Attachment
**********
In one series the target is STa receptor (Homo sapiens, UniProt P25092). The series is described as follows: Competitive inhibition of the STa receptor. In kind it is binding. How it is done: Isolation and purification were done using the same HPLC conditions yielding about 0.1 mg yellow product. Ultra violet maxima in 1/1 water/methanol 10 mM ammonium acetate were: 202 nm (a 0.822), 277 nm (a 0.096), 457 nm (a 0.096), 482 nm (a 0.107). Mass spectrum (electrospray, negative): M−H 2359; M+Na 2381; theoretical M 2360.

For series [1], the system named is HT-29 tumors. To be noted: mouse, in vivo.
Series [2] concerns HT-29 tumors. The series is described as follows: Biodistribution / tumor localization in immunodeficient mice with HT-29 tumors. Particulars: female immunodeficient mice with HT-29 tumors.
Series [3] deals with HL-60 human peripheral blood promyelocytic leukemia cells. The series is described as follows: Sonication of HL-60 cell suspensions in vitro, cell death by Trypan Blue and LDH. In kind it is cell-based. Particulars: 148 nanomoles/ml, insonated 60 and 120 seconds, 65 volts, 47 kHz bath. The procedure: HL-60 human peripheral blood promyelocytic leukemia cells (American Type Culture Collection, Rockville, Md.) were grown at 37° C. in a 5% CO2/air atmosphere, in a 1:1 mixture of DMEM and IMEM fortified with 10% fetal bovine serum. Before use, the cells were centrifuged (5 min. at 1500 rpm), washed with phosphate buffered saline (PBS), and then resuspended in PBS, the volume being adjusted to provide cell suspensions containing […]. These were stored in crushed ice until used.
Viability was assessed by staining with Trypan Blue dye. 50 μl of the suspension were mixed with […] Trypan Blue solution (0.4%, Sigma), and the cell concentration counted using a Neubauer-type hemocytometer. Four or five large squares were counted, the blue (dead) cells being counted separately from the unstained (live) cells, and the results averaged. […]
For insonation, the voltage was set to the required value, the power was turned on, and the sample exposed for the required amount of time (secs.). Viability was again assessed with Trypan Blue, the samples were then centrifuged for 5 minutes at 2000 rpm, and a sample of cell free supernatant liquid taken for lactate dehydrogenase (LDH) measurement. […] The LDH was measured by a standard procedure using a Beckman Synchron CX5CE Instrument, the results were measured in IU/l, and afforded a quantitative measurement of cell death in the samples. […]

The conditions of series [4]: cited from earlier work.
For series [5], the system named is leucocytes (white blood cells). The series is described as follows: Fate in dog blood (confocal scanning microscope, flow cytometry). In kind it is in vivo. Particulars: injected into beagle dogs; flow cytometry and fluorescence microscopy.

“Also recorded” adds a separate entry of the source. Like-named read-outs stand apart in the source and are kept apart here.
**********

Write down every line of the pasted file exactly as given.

In one series the target is STa receptor (Homo sapiens, UniProt P25092). The series is described as follows: Competitive inhibition of the STa receptor. In kind it is binding. How it is done: Isolation and purification were done using the same HPLC conditions yielding about 0.1 mg yellow product. Ultra violet maxima in 1/1 water/methanol 10 mM ammonium acetate were: 202 nm (a 0.822), 277 nm (a 0.096), 457 nm (a 0.096), 482 nm (a 0.107). Mass spectrum (electrospray, negative): M−H 2359; M+Na 2381; theoretical M 2360.

For series [1], the system named is HT-29 tumors. To be noted: mouse, in vivo.
Series [2] concerns HT-29 tumors. The series is described as follows: Biodistribution / tumor localization in immunodeficient mice with HT-29 tumors. Particulars: female immunodeficient mice with HT-29 tumors.
Series [3] deals with HL-60 human peripheral blood promyelocytic leukemia cells. The series is described as follows: Sonication of HL-60 cell suspensions in vitro, cell death by Trypan Blue and LDH. In kind it is cell-based. Particulars: 148 nanomoles/ml, insonated 60 and 120 seconds, 65 volts, 47 kHz bath. The procedure: HL-60 human peripheral blood promyelocytic leukemia cells (American Type Culture Collection, Rockville, Md.) were grown at 37° C. in a 5% CO2/air atmosphere, in a 1:1 mixture of DMEM and IMEM fortified with 10% fetal bovine serum. Before use, the cells were centrifuged (5 min. at 1500 rpm), washed with phosphate buffered saline (PBS), and then resuspended in PBS, the volume being adjusted to provide cell suspensions containing […]. These were stored in crushed ice until used.
Viability was assessed by staining with Trypan Blue dye. 50 μl of the suspension were mixed with […] Trypan Blue solution (0.4%, Sigma), and the cell concentration counted using a Neubauer-type hemocytometer. Four or five large squares were counted, the blue (dead) cells being counted separately from the unstained (live) cells, and the results averaged. […]
For insonation, the voltage was set to the required value, the power was turned on, and the sample exposed for the required amount of time (secs.). Viability was again assessed with Trypan Blue, the samples were then centrifuged for 5 minutes at 2000 rpm, and a sample of cell free supernatant liquid taken for lactate dehydrogenase (LDH) measurement. […] The LDH was measured by a standard procedure using a Beckman Synchron CX5CE Instrument, the results were measured in IU/l, and afforded a quantitative measurement of cell death in the samples. […]

The conditions of series [4]: cited from earlier work.
For series [5], the system named is leucocytes (white blood cells). The series is described as follows: Fate in dog blood (confocal scanning microscope, flow cytometry). In kind it is in vivo. Particulars: injected into beagle dogs; flow cytometry and fluorescence microscopy.

“Also recorded” adds a separate entry of the source. Like-named read-outs stand apart in the source and are kept apart here.